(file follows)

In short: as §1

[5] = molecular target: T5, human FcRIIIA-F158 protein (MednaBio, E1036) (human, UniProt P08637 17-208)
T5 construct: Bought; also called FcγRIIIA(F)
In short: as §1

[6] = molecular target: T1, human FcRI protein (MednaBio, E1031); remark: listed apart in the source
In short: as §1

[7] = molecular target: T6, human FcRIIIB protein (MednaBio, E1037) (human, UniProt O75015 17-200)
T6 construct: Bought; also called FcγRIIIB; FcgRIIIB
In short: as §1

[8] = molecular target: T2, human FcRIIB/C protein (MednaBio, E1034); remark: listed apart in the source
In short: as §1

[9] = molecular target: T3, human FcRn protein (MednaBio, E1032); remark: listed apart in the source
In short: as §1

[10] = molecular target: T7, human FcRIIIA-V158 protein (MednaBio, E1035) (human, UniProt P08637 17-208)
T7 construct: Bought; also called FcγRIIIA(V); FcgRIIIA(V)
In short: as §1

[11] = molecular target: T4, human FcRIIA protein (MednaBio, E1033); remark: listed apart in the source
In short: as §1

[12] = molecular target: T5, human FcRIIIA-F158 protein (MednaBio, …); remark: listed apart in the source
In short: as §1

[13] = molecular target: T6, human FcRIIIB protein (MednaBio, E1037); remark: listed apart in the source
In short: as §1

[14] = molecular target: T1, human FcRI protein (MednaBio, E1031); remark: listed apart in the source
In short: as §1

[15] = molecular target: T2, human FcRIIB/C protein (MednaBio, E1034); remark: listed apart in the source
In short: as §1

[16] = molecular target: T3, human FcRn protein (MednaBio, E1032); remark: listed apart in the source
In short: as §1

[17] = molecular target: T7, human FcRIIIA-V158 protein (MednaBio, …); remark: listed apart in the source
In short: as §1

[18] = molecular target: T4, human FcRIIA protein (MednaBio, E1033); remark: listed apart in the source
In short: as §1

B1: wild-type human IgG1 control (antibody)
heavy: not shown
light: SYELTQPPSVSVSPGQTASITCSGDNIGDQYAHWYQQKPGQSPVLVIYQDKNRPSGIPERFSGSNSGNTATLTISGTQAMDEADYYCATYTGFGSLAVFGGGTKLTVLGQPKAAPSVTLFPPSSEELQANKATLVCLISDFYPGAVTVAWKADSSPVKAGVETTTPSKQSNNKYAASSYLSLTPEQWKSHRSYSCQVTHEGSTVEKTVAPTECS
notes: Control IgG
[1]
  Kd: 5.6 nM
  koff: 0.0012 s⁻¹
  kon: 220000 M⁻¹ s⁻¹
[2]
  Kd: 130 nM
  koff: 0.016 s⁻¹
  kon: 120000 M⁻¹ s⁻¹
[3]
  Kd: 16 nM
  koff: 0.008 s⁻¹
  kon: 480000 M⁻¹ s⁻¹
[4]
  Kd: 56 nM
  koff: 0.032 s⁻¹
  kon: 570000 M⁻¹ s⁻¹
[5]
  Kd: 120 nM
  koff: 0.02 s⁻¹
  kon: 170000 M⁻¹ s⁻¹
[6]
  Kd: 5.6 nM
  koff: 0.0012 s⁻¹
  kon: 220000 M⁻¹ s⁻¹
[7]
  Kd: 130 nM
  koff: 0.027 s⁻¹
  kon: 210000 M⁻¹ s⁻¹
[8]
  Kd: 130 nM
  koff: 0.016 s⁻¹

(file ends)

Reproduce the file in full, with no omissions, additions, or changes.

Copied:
In short: as §1

[5] = molecular target: T5, human FcRIIIA-F158 protein (MednaBio, E1036) (human, UniProt P08637 17-208)
T5 construct: Bought; also called FcγRIIIA(F)
In short: as §1

[6] = molecular target: T1, human FcRI protein (MednaBio, E1031); remark: listed apart in the source
In short: as §1

[7] = molecular target: T6, human FcRIIIB protein (MednaBio, E1037) (human, UniProt O75015 17-200)
T6 construct: Bought; also called FcγRIIIB; FcgRIIIB
In short: as §1

[8] = molecular target: T2, human FcRIIB/C protein (MednaBio, E1034); remark: listed apart in the source
In short: as §1

[9] = molecular target: T3, human FcRn protein (MednaBio, E1032); remark: listed apart in the source
In short: as §1

[10] = molecular target: T7, human FcRIIIA-V158 protein (MednaBio, E1035) (human, UniProt P08637 17-208)
T7 construct: Bought; also called FcγRIIIA(V); FcgRIIIA(V)
In short: as §1

[11] = molecular target: T4, human FcRIIA protein (MednaBio, E1033); remark: listed apart in the source
In short: as §1

[12] = molecular target: T5, human FcRIIIA-F158 protein (MednaBio, …); remark: listed apart in the source
In short: as §1

[13] = molecular target: T6, human FcRIIIB protein (MednaBio, E1037); remark: listed apart in the source
In short: as §1

[14] = molecular target: T1, human FcRI protein (MednaBio, E1031); remark: listed apart in the source
In short: as §1

[15] = molecular target: T2, human FcRIIB/C protein (MednaBio, E1034); remark: listed apart in the source
In short: as §1

[16] = molecular target: T3, human FcRn protein (MednaBio, E1032); remark: listed apart in the source
In short: as §1

[17] = molecular target: T7, human FcRIIIA-V158 protein (MednaBio, …); remark: listed apart in the source
In short: as §1

[18] = molecular target: T4, human FcRIIA protein (MednaBio, E1033); remark: listed apart in the source
In short: as §1

B1: wild-type human IgG1 control (antibody)
heavy: not shown
light: SYELTQPPSVSVSPGQTASITCSGDNIGDQYAHWYQQKPGQSPVLVIYQDKNRPSGIPERFSGSNSGNTATLTISGTQAMDEADYYCATYTGFGSLAVFGGGTKLTVLGQPKAAPSVTLFPPSSEELQANKATLVCLISDFYPGAVTVAWKADSSPVKAGVETTTPSKQSNNKYAASSYLSLTPEQWKSHRSYSCQVTHEGSTVEKTVAPTECS
notes: Control IgG
[1]
  Kd: 5.6 nM
  koff: 0.0012 s⁻¹
  kon: 220000 M⁻¹ s⁻¹
[2]
  Kd: 130 nM
  koff: 0.016 s⁻¹
  kon: 120000 M⁻¹ s⁻¹
[3]
  Kd: 16 nM
  koff: 0.008 s⁻¹
  kon: 480000 M⁻¹ s⁻¹
[4]
  Kd: 56 nM
  koff: 0.032 s⁻¹
  kon: 570000 M⁻¹ s⁻¹
[5]
  Kd: 120 nM
  koff: 0.02 s⁻¹
  kon: 170000 M⁻¹ s⁻¹
[6]
  Kd: 5.6 nM
  koff: 0.0012 s⁻¹
  kon: 220000 M⁻¹ s⁻¹
[7]
  Kd: 130 nM
  koff: 0.027 s⁻¹
  kon: 210000 M⁻¹ s⁻¹
[8]
  Kd: 130 nM
  koff: 0.016 s⁻¹